1. I have a test coming up involving variation of parameters and I am practicing. I got stuck on this one, I know it should just be algebra but now I'm lost.

Using the system of equations:

U1'(y1)+U2'(y2) = 0
U1'(y1')+U2'(y2') = f(x)

I need to solve for U1' and U2'.

I started with y" + 16y = 4Tan(4t)

I found that r = 0 (+-) 4i, and y(c) = Cos(4t) + Sin(4t)

using that fact I did what was necessary to enter that into the system of equations and now I can't figure out what I need to do in order to remove U1' and U2' from the equation separately in order to figure out what U2' and U1' are.

Any suggestions of what I should do next? What to multiply/divide/subtract/add/etc.

Should I have split up the Cos(4t) and Sin(4t) so that y1= Cos(4t), and y2 = Sin(4t)?

-WWB

2. Originally Posted by Whitewolfblue
I have a test coming up involving variation of parameters and I am practicing. I got stuck on this one, I know it should just be algebra but now I'm lost.

Using the system of equations:

U1'(y1)+U2'(y2) = 0
U1'(y1')+U2'(y2') = f(x)

I need to solve for U1' and U2'.

I started with y" + 16y = 4Tan(4t)

I found that r = 0 (+-) 4i, and y(c) = Cos(4t) + Sin(4t)

using that fact I did what was necessary to enter that into the system of equations and now I can't figure out what I need to do in order to remove U1' and U2' from the equation separately in order to figure out what U2' and U1' are.

Any suggestions of what I should do next? What to multiply/divide/subtract/add/etc.

Should I have split up the Cos(4t) and Sin(4t) so that y1= Cos(4t), and y2 = Sin(4t)?

-WWB

you should be removing the u primes from the equation and setting them equal to zero, and taking the derivative of whatever is left.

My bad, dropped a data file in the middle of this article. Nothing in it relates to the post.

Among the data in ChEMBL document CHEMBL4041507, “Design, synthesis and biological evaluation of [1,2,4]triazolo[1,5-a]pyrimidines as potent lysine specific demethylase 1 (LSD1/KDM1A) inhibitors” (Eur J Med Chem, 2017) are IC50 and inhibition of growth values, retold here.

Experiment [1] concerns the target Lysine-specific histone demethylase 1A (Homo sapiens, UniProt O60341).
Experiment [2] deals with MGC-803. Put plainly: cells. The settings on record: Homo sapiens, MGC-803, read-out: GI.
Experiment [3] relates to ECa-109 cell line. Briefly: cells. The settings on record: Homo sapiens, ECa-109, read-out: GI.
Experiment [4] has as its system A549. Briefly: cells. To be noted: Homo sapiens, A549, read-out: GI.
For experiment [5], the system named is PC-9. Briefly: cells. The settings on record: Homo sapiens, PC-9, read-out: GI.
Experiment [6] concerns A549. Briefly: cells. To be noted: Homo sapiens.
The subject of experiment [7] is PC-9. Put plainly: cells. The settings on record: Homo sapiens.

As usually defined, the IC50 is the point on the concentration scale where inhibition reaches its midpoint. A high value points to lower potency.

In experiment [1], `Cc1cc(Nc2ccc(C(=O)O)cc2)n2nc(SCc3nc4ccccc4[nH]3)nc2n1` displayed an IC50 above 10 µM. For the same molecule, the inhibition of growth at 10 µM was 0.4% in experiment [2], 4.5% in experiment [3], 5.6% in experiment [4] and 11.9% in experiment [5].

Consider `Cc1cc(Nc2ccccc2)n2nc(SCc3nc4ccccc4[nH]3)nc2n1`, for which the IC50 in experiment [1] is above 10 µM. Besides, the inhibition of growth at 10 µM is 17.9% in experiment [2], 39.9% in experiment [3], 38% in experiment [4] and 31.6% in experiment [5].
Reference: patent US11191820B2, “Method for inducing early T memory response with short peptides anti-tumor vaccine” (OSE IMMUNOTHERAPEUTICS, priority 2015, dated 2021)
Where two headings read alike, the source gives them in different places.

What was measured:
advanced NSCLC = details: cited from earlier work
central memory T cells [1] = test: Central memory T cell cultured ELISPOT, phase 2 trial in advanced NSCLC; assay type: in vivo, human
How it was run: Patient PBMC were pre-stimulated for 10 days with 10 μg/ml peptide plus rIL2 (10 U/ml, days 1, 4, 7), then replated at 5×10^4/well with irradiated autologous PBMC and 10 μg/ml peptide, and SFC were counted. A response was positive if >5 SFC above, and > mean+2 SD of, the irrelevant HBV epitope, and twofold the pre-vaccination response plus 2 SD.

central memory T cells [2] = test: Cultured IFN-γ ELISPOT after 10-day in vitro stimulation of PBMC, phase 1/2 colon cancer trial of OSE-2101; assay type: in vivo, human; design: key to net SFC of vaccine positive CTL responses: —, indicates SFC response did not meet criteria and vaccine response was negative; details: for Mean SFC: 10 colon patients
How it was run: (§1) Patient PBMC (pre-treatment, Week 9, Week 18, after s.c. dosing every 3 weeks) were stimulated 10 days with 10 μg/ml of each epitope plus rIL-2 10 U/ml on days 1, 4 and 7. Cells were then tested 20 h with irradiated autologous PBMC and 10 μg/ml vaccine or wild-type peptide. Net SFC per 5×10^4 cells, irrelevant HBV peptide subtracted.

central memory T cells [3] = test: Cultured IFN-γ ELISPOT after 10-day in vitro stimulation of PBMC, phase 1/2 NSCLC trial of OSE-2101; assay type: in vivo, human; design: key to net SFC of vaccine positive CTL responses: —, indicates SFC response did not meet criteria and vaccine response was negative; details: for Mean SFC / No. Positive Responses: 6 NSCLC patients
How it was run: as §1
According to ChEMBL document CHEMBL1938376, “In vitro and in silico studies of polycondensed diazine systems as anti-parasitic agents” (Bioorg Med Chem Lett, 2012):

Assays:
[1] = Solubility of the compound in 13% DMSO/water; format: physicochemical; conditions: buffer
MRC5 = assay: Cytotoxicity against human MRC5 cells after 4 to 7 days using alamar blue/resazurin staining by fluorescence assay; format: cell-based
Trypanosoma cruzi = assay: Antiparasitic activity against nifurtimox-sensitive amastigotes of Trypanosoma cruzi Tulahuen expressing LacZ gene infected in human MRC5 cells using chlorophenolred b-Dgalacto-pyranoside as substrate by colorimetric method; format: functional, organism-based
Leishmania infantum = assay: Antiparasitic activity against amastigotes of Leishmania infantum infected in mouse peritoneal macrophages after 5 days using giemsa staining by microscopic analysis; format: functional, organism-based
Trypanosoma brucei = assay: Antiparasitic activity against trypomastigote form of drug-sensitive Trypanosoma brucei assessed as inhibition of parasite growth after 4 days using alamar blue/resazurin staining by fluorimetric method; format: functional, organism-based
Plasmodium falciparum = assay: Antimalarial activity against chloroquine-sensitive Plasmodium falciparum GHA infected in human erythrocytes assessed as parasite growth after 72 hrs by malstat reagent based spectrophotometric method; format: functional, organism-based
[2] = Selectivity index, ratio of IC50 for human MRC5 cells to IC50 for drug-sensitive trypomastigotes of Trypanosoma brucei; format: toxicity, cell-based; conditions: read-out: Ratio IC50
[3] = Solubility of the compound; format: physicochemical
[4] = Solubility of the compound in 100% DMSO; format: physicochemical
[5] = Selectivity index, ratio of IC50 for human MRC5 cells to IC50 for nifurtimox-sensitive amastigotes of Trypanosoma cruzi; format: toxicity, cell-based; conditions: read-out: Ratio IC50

Afterwards you use the u primes as your system of equations, a bunch of stuff should cancel, if not you did something wrong.

you should be able to solve for all the primes individually as a system of equations or using the wronskian, although depending the wronskian can be much simpler.

3. What about this question as well? I'd rather not use wrongskian. Our instructor specifically requested we learn how to use VOP fully.

"Should I have split up the Cos(4t) and Sin(4t) so that y1= Cos(4t), and y2 = Sin(4t)?"

I think what I did was put the Y(c) into both y1 and y2.

-WWB

4. Originally Posted by Whitewolfblue
What about this question as well? I'd rather not use wrongskian. Our instructor specifically requested we learn how to use VOP fully.

"Should I have split up the Cos(4t) and Sin(4t) so that y1= Cos(4t), and y2 = Sin(4t)?"

I think what I did was put the Y(c) into both y1 and y2.

-WWB
no you leave the homogenous solution as a whole. You just differentiate the whole thing set all your u primes to zero and solve. Whatever is left is part of the particular.

Theres nothing really fully about it, and using the wrongskian is merely a place holder which saves time instead of solving it as a system of equations which ends up being the same thing because its a matrix.

you're y(c) is your homogenous, just differentiate and solve that using your system.

unless im misunderstanding your original question...

5. ## Got it

Originally Posted by p00ndawg
no you leave the homogenous solution as a whole. You just differentiate the whole thing set all your u primes to zero and solve. Whatever is left is part of the particular.

Theres nothing really fully about it, and using the wrongskian is merely a place holder which saves time instead of solving it as a system of equations which ends up being the same thing because its a matrix.

you're y(c) is your homogenous, just differentiate and solve that using your system.

unless im misunderstanding your original question...